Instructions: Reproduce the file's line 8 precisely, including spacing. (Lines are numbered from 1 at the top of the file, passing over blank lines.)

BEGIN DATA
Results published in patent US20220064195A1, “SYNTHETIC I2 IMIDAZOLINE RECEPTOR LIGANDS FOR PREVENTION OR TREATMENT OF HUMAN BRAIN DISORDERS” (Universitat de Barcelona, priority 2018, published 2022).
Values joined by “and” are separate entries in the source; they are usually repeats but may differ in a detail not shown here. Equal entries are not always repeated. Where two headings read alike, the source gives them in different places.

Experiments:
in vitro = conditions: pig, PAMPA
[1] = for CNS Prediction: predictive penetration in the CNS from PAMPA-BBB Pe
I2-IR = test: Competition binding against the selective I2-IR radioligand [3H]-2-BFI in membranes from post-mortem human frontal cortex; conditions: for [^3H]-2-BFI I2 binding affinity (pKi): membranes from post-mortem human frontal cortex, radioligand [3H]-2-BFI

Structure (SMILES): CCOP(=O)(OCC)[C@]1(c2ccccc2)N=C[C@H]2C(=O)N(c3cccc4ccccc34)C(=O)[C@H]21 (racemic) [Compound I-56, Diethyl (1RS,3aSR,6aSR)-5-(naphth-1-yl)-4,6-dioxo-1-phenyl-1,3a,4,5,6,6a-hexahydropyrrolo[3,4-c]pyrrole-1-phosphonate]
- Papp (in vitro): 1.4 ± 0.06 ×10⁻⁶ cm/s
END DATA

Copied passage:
- Papp (in vitro): 1.4 ± 0.06 ×10⁻⁶ cm/s